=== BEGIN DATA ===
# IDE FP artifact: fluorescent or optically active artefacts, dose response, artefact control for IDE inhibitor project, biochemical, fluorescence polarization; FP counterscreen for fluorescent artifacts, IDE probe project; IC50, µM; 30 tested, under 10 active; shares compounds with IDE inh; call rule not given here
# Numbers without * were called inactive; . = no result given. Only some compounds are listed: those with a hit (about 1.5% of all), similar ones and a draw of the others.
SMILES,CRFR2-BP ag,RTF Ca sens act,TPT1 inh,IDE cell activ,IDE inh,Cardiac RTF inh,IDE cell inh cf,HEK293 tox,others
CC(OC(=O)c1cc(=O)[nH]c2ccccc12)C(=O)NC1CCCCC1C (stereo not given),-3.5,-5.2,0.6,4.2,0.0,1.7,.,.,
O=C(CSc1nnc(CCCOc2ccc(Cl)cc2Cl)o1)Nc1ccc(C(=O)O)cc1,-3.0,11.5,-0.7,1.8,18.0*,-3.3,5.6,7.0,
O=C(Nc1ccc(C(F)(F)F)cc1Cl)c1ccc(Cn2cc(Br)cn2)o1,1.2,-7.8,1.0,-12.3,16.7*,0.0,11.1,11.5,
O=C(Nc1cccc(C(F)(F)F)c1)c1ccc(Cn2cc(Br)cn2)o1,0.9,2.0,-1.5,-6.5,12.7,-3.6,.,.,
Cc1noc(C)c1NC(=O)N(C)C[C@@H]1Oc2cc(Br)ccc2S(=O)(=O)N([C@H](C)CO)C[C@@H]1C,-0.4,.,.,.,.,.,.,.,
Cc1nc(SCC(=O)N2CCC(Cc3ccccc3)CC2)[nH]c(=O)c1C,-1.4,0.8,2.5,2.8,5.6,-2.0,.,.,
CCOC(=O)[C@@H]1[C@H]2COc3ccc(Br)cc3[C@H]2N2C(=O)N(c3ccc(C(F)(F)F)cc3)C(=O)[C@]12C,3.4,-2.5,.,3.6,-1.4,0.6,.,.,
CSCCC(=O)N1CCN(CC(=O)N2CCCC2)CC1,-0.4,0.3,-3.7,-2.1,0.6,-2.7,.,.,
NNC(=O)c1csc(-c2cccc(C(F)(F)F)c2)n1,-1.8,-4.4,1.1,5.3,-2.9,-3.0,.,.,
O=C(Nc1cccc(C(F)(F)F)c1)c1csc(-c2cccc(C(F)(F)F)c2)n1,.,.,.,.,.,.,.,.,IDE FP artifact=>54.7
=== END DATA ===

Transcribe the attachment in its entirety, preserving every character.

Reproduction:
# IDE FP artifact: fluorescent or optically active artefacts, dose response, artefact control for IDE inhibitor project, biochemical, fluorescence polarization; FP counterscreen for fluorescent artifacts, IDE probe project; IC50, µM; 30 tested, under 10 active; shares compounds with IDE inh; call rule not given here
# Numbers without * were called inactive; . = no result given. Only some compounds are listed: those with a hit (about 1.5% of all), similar ones and a draw of the others.
SMILES,CRFR2-BP ag,RTF Ca sens act,TPT1 inh,IDE cell activ,IDE inh,Cardiac RTF inh,IDE cell inh cf,HEK293 tox,others
CC(OC(=O)c1cc(=O)[nH]c2ccccc12)C(=O)NC1CCCCC1C (stereo not given),-3.5,-5.2,0.6,4.2,0.0,1.7,.,.,
O=C(CSc1nnc(CCCOc2ccc(Cl)cc2Cl)o1)Nc1ccc(C(=O)O)cc1,-3.0,11.5,-0.7,1.8,18.0*,-3.3,5.6,7.0,
O=C(Nc1ccc(C(F)(F)F)cc1Cl)c1ccc(Cn2cc(Br)cn2)o1,1.2,-7.8,1.0,-12.3,16.7*,0.0,11.1,11.5,
O=C(Nc1cccc(C(F)(F)F)c1)c1ccc(Cn2cc(Br)cn2)o1,0.9,2.0,-1.5,-6.5,12.7,-3.6,.,.,
Cc1noc(C)c1NC(=O)N(C)C[C@@H]1Oc2cc(Br)ccc2S(=O)(=O)N([C@H](C)CO)C[C@@H]1C,-0.4,.,.,.,.,.,.,.,
Cc1nc(SCC(=O)N2CCC(Cc3ccccc3)CC2)[nH]c(=O)c1C,-1.4,0.8,2.5,2.8,5.6,-2.0,.,.,
CCOC(=O)[C@@H]1[C@H]2COc3ccc(Br)cc3[C@H]2N2C(=O)N(c3ccc(C(F)(F)F)cc3)C(=O)[C@]12C,3.4,-2.5,.,3.6,-1.4,0.6,.,.,
CSCCC(=O)N1CCN(CC(=O)N2CCCC2)CC1,-0.4,0.3,-3.7,-2.1,0.6,-2.7,.,.,
NNC(=O)c1csc(-c2cccc(C(F)(F)F)c2)n1,-1.8,-4.4,1.1,5.3,-2.9,-3.0,.,.,
O=C(Nc1cccc(C(F)(F)F)c1)c1csc(-c2cccc(C(F)(F)F)c2)n1,.,.,.,.,.,.,.,.,IDE FP artifact=>54.7